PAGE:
IDENTIFYING THE CAUSES OF EARLY PALEOZOIC MASS EXTINCTIONS USING NEW CARBONATE GEOCHEMICAL PROXIES: LOCAL EVIDENCE OF MARINE ANOXIA USING I/CA RATIOS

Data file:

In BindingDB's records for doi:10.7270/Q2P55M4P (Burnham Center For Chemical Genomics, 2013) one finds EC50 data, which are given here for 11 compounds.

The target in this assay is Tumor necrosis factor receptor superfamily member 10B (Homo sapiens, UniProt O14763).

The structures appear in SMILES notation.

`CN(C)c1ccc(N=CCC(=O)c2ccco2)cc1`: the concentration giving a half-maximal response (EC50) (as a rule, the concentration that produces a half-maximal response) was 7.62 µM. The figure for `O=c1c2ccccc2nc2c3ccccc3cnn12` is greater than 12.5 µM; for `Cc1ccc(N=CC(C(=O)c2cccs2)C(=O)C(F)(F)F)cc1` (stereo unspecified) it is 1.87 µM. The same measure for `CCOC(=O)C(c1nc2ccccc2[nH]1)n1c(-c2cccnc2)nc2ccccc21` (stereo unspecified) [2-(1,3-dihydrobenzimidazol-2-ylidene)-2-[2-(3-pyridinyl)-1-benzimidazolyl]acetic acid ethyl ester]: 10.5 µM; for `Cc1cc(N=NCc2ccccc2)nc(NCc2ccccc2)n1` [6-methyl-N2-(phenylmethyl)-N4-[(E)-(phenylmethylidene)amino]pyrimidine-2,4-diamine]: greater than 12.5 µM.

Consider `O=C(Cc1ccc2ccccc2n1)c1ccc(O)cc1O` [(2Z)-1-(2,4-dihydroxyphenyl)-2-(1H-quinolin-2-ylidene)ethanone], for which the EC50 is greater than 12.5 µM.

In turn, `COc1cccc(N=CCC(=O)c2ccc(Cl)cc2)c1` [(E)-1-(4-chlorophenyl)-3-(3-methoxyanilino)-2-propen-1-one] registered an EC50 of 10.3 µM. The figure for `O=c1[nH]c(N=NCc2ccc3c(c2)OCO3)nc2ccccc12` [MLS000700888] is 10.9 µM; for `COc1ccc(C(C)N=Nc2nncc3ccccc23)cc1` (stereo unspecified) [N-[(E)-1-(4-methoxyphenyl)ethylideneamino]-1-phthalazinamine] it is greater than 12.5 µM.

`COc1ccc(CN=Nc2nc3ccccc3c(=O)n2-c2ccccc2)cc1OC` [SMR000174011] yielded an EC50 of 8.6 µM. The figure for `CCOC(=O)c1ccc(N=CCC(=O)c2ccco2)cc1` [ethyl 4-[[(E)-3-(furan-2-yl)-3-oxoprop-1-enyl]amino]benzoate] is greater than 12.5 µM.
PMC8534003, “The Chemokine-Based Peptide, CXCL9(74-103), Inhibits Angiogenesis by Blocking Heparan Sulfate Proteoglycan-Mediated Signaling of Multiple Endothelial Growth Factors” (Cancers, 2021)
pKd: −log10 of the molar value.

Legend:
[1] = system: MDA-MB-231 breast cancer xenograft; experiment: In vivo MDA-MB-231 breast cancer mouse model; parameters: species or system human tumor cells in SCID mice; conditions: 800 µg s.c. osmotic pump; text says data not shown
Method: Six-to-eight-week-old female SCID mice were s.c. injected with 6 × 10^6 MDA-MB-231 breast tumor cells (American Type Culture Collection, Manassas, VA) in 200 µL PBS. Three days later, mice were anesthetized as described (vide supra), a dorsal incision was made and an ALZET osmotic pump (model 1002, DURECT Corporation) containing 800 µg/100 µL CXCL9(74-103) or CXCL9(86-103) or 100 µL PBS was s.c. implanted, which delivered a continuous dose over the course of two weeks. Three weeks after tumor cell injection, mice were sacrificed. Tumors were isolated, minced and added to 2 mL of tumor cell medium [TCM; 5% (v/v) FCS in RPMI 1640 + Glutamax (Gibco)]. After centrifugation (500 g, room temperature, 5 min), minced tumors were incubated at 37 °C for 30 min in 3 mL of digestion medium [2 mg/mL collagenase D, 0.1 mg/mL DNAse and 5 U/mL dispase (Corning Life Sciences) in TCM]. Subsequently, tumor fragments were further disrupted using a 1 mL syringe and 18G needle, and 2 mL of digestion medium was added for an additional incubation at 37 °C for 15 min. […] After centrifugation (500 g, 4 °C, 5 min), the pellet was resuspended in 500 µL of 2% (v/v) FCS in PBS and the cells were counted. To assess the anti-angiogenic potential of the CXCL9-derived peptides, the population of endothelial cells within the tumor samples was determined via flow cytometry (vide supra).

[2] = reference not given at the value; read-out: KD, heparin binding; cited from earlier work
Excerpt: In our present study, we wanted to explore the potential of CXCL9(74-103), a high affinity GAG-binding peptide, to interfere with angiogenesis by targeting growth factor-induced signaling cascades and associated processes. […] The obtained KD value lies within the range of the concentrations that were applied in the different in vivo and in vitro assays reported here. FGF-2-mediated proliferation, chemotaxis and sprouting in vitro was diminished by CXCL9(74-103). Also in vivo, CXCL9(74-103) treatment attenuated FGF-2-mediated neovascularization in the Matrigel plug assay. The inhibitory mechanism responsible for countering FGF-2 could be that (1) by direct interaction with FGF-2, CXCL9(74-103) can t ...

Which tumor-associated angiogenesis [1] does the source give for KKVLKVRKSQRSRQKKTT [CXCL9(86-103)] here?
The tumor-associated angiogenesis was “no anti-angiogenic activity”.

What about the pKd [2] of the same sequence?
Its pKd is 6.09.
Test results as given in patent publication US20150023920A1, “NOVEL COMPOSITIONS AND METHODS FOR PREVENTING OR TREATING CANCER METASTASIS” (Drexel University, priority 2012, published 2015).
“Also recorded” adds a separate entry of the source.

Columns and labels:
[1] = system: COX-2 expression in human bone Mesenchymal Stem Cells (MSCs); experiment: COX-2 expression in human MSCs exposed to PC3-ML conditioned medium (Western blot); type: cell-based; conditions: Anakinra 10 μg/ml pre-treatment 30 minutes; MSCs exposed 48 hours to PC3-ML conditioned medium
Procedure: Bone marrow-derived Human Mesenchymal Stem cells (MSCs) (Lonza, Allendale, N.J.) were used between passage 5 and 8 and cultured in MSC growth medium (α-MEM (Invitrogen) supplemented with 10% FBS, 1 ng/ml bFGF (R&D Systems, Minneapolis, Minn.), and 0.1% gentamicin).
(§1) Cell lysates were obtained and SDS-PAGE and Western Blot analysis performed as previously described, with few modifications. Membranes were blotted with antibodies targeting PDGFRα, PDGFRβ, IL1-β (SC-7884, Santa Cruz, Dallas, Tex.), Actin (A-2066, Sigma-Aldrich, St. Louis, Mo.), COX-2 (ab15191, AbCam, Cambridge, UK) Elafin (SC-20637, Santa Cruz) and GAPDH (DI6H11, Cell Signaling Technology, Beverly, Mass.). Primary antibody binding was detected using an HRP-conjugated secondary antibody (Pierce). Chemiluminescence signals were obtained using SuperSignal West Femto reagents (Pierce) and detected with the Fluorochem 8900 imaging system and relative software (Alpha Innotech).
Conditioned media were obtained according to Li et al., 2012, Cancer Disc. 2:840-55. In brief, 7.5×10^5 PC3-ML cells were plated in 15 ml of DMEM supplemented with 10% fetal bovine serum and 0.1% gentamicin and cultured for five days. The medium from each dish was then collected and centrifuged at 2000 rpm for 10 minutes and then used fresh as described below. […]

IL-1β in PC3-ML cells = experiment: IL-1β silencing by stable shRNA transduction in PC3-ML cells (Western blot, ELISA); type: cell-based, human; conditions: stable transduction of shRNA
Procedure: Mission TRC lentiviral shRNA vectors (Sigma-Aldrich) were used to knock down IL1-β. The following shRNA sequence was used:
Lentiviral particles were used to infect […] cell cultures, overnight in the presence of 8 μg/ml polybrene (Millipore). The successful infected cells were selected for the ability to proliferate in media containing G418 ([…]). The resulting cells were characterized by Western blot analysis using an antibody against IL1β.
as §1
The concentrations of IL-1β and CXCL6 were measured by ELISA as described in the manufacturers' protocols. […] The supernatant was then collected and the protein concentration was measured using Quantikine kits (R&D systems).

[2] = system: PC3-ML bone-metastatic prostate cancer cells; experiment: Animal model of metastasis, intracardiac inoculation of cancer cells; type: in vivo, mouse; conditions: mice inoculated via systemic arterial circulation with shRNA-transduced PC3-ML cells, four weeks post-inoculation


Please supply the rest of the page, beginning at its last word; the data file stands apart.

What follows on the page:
New and published I/Ca datasets from several Paleozoic sections suggest that marine anoxia, in shallow carbonate platforms settings, was an important driver of several mass extinctions. An Early Ordovician mass extinction, a continuation of the Cambrian biomere events, appears to have been caused by the expansion of anoxic waters overlying nearshore environments based on low I/Ca values coincident with a positive δ13C excursion. This pattern extends into the latest Ordovician where I/Ca values reach a minimum during the Hirnantian δ13C excursion and mass extinction. The late Silurian Lau-Kozlowskii extinction event also exhibits this pattern of local water column anoxia coinciding with marine mass extinction. Finally, I/Ca data across the Late Devonian Frasnian-Famennian biotic crisis interval also show that local water column conditions were anoxic during this time. The I/Ca proxy shows promise for future studies where δ13C trends suggest enhanced organic carbon burial may have coincided with faunal turnover in marine settings but has yet to be investigated.